May 9, 2013

Cash handling criticized in Essex County sheriff, probation departments

BY LOHR McKINSTRY Press-Republican

---- — ELIZABETHTOWN — State audits of both the Essex County Sheriff’s Department and the County Probation Department recommend tightening controls over collection of cash paid for bail, fees, surcharges and fines.

Although all funds are accounted for, the audits showed that cash paid by people to the two departments should have been handled more securely, the Comptroller’s Office said.

In some cases, probation officers who had forgotten to bring receipt pads with them to meetings with probationers simply wrote informal receipts on scraps of paper and gave those to people when cash was paid for restitution, alcohol-monitoring fees and other costs.


In the Sheriff’s Department, cash paid for bail and civil judgments “was not properly accounted for, secured and deposited in a timely manner,” the audit said.

That resulted in a civil office overdraft of more than $6,000 in August 2012, the report said. In another case, $2,000 in bail payments was not deposited for three months.

Also, the computer program in use allowed users to delete or modify entries at will.

“I want to point out that there were no discrepancies with any funds passing through our office,” Sheriff Richard Cutting told the Press-Republican. “All monies coming in were handled and were accounted for appropriately.”

He said their computer program did have control registers in effect but not in a format that was in keeping with what the auditors wanted.

“IT (County Information Technology Department) is working on a new system to fulfill that recommendation.”


The audit recommended that no single person be allowed to control all phases of a transaction. The monthly check register should also be verified by the sheriff, undersheriff or chief deputy, the report said, because that was not being done on a consistent basis.

Cash bail is locked in a safe that at least nine people had the combination to, the audit noted. Cash receipts were not issued in sequentially numbered order.

A signature stamp for the sheriff was used without oversight, and in one case, the civil-cases deputy initialed a bank reconciliation statement that showed a negative bank balance of more than $39,000.

Auditors said in the report that the civil deputy told them he didn’t know what he should be looking for when he reviewed the bank statements.

“As to the issue of a stamp of my signature, that process is being reviewed with a number of alternative solutions being considered,” Cutting said.


He said they are working on correcting each of the problems the auditors pointed out.

“As to the recommendations, I have been working with the county auditor, (Treasurer) Mike Diskin and County Manager Dan Palmer to finalize policy and procedure that answer the recommendations in the report as well as works for our agency.”

He said one of the main issues was a separation of duties for accountability.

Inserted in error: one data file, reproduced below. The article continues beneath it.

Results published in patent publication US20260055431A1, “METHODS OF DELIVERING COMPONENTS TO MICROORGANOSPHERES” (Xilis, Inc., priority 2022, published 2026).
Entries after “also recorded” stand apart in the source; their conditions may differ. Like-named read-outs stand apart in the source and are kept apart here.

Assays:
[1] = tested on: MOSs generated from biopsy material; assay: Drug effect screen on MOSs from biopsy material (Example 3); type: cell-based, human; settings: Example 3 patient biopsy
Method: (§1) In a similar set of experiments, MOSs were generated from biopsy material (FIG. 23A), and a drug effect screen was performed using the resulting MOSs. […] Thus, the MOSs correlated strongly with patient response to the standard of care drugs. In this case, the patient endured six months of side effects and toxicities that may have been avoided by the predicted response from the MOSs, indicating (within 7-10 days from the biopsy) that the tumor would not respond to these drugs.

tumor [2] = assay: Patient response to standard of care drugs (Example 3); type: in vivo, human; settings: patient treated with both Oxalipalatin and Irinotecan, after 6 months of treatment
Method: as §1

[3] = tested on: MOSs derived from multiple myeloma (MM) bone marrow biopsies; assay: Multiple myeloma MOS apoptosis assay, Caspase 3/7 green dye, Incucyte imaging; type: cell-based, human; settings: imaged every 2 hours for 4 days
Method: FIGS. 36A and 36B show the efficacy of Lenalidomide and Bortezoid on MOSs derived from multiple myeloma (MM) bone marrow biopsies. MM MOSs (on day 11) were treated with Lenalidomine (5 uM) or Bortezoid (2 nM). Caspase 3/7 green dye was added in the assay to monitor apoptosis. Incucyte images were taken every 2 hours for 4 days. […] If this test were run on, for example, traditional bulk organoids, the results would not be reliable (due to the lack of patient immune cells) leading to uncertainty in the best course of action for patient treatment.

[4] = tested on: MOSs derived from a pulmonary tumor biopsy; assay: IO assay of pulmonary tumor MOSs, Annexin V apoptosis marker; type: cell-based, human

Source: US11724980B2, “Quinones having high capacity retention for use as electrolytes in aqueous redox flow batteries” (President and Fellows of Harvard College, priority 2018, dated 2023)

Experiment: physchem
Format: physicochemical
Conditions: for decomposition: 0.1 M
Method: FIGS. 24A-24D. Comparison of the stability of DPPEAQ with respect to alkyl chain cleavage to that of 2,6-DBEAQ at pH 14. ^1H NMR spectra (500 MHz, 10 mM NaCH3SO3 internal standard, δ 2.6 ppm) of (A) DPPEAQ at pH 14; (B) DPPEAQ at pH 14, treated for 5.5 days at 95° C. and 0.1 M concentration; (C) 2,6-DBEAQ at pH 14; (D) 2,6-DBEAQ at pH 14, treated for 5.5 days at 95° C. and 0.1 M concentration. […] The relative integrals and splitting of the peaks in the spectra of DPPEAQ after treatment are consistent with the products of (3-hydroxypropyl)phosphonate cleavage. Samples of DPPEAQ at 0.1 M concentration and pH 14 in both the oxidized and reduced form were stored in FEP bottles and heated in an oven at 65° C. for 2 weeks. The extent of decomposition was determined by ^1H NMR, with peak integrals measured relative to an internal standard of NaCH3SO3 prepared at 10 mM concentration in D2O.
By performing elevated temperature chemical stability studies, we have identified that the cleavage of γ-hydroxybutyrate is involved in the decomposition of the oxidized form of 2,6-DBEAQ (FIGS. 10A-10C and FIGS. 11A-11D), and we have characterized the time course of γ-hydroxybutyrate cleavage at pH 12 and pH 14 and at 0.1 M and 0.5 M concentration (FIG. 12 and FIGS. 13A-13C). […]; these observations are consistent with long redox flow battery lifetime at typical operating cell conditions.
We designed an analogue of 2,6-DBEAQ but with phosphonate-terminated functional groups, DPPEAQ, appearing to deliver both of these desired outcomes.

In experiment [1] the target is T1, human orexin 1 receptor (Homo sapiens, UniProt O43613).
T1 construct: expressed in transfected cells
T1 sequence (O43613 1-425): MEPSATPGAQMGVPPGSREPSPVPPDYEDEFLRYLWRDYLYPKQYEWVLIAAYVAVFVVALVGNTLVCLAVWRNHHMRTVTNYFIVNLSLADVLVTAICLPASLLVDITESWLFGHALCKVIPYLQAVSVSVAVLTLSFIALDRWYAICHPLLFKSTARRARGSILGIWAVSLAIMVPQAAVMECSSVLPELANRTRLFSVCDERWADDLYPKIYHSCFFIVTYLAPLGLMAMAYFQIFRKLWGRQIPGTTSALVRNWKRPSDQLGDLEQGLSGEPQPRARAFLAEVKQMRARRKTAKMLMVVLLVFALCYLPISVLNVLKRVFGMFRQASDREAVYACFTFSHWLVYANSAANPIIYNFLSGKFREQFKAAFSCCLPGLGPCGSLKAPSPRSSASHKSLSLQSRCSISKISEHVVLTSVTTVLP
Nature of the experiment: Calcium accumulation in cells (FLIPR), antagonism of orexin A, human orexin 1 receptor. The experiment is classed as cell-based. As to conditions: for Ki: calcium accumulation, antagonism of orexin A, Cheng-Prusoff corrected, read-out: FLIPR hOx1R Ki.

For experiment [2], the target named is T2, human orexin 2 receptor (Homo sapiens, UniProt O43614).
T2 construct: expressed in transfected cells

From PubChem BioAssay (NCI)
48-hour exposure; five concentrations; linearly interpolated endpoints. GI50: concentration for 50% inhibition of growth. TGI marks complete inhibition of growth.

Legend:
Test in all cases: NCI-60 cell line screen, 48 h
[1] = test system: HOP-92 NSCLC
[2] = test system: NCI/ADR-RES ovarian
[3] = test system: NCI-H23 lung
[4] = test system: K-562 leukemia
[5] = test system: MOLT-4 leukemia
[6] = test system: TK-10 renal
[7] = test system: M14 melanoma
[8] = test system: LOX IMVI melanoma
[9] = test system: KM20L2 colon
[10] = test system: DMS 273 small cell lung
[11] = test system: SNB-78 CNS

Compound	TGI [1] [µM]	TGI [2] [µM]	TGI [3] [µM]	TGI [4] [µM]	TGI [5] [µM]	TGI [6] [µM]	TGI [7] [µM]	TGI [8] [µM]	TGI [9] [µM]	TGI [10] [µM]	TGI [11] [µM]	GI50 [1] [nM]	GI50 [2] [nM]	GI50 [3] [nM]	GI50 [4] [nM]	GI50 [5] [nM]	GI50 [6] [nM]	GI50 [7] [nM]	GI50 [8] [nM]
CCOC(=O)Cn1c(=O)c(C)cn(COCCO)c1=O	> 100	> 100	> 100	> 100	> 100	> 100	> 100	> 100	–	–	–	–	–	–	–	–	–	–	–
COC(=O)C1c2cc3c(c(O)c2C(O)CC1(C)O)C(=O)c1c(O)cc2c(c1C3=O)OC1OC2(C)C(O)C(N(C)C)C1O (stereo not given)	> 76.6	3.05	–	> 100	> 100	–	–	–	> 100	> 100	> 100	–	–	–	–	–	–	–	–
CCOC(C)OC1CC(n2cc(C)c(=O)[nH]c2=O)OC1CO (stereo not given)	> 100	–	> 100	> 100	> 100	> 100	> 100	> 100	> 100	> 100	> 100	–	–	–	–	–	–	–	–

“We are a small agency and in our civil office, we have one clerk and one deputy. The deputy also does enforcement of civil actions, leaving one person to handle routine office procedures. The report strongly recommends separation of intake, processing, deposits, check writing and so on.

“We have developed what we feel is a workable solution with the civil office and the administrative offices to separate these duties, review and sign for transactions.”

Receipts for cash will now be handled electronically, the sheriff said.

“Some of the issues revolve around handwritten receipts from a receipt book. We are working with IT systems to develop a computer version of the receipts that can be used both in the jail for inmate funds as well as the civil office and will ensure an unbroken numbering system.”

Cutting said that almost all the issues revolved around a limited staff doing numerous duties concurrently.

“In the area of cash handling, we have streamlined our procedures so that any incoming money goes to one secure location, whether it is inmate funds, bail, fines or civil fees, and that money is then processed and deposited on the same or next business day in the case of holidays or weekends.”


County Probation Director Juliann Beatty was not in charge during the audit period, and she referred to the letter County Manager Daniel Palmer sent the Comptroller’s Office in response to the audit.

“The evolution of the numerous collection responsibilities related to restitution, restitution surcharge, administrative fees (for) DWI, fines, drug-test fees and electronic-monitoring fees found the Probation (Department) ill-prepared, from an accounting standpoint, to handle,” Palmer wrote.

“Staff expertise related to accounting and financial controls was lacking, and no guidelines to assist were forthcoming (from the state).”

Despite that, he said, the department did its best to ensure that all monies collected were properly accounted for.

“As the audit concluded, $247,667 was collected and properly accounted for during the period audited, and no exceptions were noted following a random review of 110 receipts.”

This week, the County Board of Supervisors voted to accept the audits, and Palmer said they will make any necessary corrections to procedures.

“Both departments have already provided quite a lot of information (on correction plans),” he said.

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